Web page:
The Japanese language is written using two phonetic alphabets, known as Kana and Hiragana, and one ideographic alphabet known as Kanji. There are also several ways to write the Japanese language using the Roman alphabet. These methods are known as Romaji. The most popular Romaji system is the modified-Hepburn system. The one chosen by the Japanese government, Kunrei-shiki, is so stupid that it doesn't warrant comment.
Japanese teachers generally start by teaching Romaji, followed by Hiragana, then Katakana, then Kanji. Better teachers will skip Romaji. There are many problems with this method of teaching. It is essential that students learn Kanji from the very first lesson, so that Kanji cease to be seen as a difficult hurdle, something to be tackled at some point in the distant future. The very reason that Kanji are difficult is that they are not taught from the outset. A student learns to recognize various Japanese words, learns their meaning, and learns their pronunciation. These three aspects become one item in memory. A year or two later the student is introduced to the Kanji characters for these words. It is very difficult to add a Kanji character to something that has already been memorised.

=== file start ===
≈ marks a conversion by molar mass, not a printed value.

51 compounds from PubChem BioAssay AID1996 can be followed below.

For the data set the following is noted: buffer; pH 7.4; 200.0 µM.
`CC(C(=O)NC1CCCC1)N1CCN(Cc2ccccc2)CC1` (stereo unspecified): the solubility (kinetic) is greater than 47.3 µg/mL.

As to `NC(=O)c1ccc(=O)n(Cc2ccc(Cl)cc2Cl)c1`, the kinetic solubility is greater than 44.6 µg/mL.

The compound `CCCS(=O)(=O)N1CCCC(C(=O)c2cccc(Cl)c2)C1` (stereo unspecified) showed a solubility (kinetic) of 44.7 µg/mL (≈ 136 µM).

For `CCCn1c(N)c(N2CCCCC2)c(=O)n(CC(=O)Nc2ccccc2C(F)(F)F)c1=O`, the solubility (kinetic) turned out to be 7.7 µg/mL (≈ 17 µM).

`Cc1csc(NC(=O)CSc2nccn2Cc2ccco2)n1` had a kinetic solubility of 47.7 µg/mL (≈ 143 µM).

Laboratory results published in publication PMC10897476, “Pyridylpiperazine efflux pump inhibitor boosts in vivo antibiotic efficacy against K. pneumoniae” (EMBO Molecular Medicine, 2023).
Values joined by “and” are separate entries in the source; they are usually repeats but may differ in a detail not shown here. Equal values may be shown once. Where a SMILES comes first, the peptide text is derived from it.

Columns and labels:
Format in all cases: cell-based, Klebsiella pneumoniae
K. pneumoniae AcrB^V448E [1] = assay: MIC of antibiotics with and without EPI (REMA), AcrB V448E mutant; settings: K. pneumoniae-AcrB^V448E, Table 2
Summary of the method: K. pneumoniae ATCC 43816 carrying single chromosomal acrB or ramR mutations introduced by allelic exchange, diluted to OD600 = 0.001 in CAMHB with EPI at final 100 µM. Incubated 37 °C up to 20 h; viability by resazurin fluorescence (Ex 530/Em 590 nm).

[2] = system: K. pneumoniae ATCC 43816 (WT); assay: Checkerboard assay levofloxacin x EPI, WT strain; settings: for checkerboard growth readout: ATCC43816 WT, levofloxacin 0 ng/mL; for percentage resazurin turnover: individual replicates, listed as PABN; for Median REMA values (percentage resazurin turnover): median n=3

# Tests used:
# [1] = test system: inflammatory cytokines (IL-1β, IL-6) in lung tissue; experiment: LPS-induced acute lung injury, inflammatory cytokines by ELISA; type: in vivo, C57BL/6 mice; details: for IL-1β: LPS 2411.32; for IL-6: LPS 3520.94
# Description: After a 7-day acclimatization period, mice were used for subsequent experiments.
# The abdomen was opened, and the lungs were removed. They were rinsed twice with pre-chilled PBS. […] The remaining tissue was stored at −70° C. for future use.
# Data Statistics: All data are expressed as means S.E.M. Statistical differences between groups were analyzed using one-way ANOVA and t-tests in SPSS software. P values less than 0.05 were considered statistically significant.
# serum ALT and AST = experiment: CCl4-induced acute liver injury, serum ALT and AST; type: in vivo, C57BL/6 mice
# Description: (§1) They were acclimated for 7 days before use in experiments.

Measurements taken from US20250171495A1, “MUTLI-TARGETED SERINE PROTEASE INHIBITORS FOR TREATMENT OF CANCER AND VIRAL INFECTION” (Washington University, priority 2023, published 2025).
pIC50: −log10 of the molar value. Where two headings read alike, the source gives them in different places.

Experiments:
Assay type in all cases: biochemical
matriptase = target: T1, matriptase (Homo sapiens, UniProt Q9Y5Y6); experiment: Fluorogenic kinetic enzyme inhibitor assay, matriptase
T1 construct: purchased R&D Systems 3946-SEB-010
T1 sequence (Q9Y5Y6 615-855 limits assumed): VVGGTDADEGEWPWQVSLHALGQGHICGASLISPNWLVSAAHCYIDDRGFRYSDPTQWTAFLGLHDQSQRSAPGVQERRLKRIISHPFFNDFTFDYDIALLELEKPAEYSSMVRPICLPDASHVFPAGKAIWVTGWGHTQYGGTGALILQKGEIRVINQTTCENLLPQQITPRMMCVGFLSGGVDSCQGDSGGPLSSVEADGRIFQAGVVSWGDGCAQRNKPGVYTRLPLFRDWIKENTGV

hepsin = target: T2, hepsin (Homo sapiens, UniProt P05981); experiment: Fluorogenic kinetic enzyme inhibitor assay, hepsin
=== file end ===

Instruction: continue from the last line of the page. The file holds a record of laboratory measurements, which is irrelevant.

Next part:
Only two people told me to learn some Kanji characters before moving to Japan, Mark Rebuck and Ben Jones. Mark sold me a huge number of Japanese language textbooks for a pitifully small amount of money, books which are still useful to me today, six years later.
For those wishing to visit Japan, the most useful thing to do is learn some Kanji characters. The best book to use for this purpose is called "Read Japanese Today" by Len Walsh, published by Tuttle. My copy has "Mark Rebuck, 1992" written in the front cover.